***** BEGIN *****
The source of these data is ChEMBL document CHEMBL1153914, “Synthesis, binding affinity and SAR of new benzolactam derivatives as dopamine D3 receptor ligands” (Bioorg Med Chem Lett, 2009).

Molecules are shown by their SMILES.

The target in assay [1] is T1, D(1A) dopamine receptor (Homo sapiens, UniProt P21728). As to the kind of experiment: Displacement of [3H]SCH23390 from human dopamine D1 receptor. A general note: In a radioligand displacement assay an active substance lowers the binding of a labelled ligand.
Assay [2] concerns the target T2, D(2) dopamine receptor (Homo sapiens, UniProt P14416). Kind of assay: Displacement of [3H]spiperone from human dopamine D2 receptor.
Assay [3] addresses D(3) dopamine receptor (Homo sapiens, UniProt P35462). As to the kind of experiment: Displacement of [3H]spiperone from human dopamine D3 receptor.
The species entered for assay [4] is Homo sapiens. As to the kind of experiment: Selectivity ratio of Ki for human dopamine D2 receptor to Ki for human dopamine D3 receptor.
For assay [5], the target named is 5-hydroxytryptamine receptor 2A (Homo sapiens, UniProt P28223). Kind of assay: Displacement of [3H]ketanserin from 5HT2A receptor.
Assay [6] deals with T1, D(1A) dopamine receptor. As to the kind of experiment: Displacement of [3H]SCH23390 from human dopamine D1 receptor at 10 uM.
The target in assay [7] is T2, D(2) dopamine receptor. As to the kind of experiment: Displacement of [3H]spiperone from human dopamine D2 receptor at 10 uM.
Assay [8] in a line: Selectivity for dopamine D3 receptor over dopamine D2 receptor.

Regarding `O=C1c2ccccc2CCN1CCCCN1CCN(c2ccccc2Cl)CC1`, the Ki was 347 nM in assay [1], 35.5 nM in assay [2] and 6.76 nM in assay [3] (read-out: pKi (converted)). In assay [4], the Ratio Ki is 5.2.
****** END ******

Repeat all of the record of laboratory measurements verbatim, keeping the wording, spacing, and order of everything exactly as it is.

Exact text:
The source of these data is ChEMBL document CHEMBL1153914, “Synthesis, binding affinity and SAR of new benzolactam derivatives as dopamine D3 receptor ligands” (Bioorg Med Chem Lett, 2009).

Molecules are shown by their SMILES.

The target in assay [1] is T1, D(1A) dopamine receptor (Homo sapiens, UniProt P21728). As to the kind of experiment: Displacement of [3H]SCH23390 from human dopamine D1 receptor. A general note: In a radioligand displacement assay an active substance lowers the binding of a labelled ligand.
Assay [2] concerns the target T2, D(2) dopamine receptor (Homo sapiens, UniProt P14416). Kind of assay: Displacement of [3H]spiperone from human dopamine D2 receptor.
Assay [3] addresses D(3) dopamine receptor (Homo sapiens, UniProt P35462). As to the kind of experiment: Displacement of [3H]spiperone from human dopamine D3 receptor.
The species entered for assay [4] is Homo sapiens. As to the kind of experiment: Selectivity ratio of Ki for human dopamine D2 receptor to Ki for human dopamine D3 receptor.
For assay [5], the target named is 5-hydroxytryptamine receptor 2A (Homo sapiens, UniProt P28223). Kind of assay: Displacement of [3H]ketanserin from 5HT2A receptor.
Assay [6] deals with T1, D(1A) dopamine receptor. As to the kind of experiment: Displacement of [3H]SCH23390 from human dopamine D1 receptor at 10 uM.
The target in assay [7] is T2, D(2) dopamine receptor. As to the kind of experiment: Displacement of [3H]spiperone from human dopamine D2 receptor at 10 uM.
Assay [8] in a line: Selectivity for dopamine D3 receptor over dopamine D2 receptor.

Regarding `O=C1c2ccccc2CCN1CCCCN1CCN(c2ccccc2Cl)CC1`, the Ki was 347 nM in assay [1], 35.5 nM in assay [2] and 6.76 nM in assay [3] (read-out: pKi (converted)). In assay [4], the Ratio Ki is 5.2.